When Tutankhamun took the throne at only 8 years old, his conglomerate of political advisers quickly ushered the young king and his people back to their original capital in Thebes and quickly abandoned the worship of Aten, meaning the people were now free to worship any of the other major deities, including Atum, the creator god.

In a sense, Tutankhamun became a symbol of restoration, who righted the perceived wrongs of his father. Of course, his myriad health issues did not lead to a long life, and King Tut died in his teenage years — but not before marrying his half-sister Ankhesenamu, with whom he had two stillborn daughters.

Still, the ancient Egyptians mummified Tutankhamun and erected a lavish tomb in his honor, which has become the subject of numerous archaeological investigations since its discovery by British archaeologist Howard Carter in 1922.

Akhenaten And Nerfititi

Wikimedia CommonsAn Egyptian relief depicting the Pharaoh Akhenaten, Queen Nerfititi, and their children.

The discovery of the ancient jewelry is also the latest in a long line of discoveries that are changing our understanding of the lives of ancient Egyptians.

Just earlier this year, archaeologists discovered bronze branding irons which they believe may have been used by the ancient Egyptians to brand their slaves.

The irons, they determined, were too small to be used on cattle, but “the identification of these marks as brands emphasizes the dehumanization of these enslaved persons and implies that their status was on par with other property such as cattle,” said Ella Karev, an Egyptologist at the University of Chicago who authored the study that examined the branding irons.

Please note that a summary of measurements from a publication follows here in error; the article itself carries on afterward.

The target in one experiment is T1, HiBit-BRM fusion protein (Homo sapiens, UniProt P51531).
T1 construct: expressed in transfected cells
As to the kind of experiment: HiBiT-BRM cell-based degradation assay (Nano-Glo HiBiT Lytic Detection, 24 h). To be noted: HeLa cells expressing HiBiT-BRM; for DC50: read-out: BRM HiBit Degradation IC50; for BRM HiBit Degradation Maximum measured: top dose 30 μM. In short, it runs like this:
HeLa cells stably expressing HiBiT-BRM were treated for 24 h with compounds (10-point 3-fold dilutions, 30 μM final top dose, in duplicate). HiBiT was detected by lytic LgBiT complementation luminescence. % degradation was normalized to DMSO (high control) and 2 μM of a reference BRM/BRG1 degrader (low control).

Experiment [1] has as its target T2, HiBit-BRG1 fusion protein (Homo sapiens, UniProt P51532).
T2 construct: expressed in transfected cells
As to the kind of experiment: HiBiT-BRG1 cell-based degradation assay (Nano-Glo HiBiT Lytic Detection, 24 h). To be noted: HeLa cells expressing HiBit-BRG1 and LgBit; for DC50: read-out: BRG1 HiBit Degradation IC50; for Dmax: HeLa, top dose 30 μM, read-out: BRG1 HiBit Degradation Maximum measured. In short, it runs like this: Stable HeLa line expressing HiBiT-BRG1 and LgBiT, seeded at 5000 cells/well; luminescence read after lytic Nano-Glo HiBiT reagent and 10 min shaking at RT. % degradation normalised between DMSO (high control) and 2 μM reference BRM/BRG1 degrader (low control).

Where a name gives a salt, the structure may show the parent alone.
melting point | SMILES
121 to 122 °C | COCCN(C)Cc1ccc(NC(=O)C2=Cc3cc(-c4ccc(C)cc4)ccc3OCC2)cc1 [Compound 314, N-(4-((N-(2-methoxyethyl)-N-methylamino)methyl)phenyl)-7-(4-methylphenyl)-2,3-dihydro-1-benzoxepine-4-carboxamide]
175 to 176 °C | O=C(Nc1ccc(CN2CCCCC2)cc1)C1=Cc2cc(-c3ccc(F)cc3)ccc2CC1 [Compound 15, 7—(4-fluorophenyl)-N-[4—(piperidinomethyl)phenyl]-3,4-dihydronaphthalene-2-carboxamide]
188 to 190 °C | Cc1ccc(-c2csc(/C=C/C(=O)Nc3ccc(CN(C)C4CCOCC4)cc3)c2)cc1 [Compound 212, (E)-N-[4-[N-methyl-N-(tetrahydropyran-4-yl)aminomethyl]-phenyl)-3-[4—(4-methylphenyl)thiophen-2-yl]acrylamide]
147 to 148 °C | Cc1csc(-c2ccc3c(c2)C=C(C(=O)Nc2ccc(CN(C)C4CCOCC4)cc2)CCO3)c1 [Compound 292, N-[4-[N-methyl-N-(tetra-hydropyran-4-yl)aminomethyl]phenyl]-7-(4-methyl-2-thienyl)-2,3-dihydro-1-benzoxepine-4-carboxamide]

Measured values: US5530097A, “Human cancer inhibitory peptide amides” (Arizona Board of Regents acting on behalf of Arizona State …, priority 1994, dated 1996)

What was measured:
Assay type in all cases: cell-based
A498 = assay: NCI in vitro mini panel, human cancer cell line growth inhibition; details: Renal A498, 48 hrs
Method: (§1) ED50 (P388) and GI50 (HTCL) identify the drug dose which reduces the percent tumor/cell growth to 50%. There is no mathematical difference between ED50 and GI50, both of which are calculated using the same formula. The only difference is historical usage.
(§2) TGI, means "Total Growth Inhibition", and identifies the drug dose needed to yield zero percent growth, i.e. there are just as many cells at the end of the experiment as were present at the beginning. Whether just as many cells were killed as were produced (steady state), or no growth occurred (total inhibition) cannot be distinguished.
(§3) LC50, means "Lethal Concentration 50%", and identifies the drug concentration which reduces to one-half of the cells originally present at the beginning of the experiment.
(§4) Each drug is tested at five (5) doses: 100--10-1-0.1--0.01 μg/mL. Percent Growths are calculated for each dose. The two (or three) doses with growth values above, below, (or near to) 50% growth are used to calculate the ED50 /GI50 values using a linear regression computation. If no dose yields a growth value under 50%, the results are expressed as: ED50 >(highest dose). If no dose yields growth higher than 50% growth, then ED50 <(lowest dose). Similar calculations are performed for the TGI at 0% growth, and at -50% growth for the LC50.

Before that, researchers discovered 2,600-year-old cheese that had been stored in clay vessels, and two tombs housing 2,500-year-old mummies with golden tongues alongside 402 funerary figurines, amulets, and scarabs.

According to the Ministry of Tourism and Antiquities, the golden tongues were believed to allow the dead to speak to Osiris, the god of the underworld who judged new arrivals in the afterlife.

Many of the items discovered in these archaeological excavations will one day find themselves on display at the Museum of Egyptian Antiquities in Cairo.

After learning of this new discovery, read about the discovery of the oldest-known brewery found at an Egyptian burial site. Then, learn about the recently-discovered tomb of the previously unknown Egyptian queen Neith.

Austin Harvey
A staff writer for All That's Interesting, Austin Harvey has also had work published with Discover Magazine, Giddy, and Lucid covering topics on mental health, sexual health, history, and sociology. He holds a Bachelor's degree from Point Park University.
John Kuroski
John Kuroski is the editorial director of All That's Interesting. He graduated from New York University with a degree in history, earning a place in the Phi Alpha Theta honor society for history students. An editor at All That's Interesting since 2015, his areas of interest include modern history and true crime.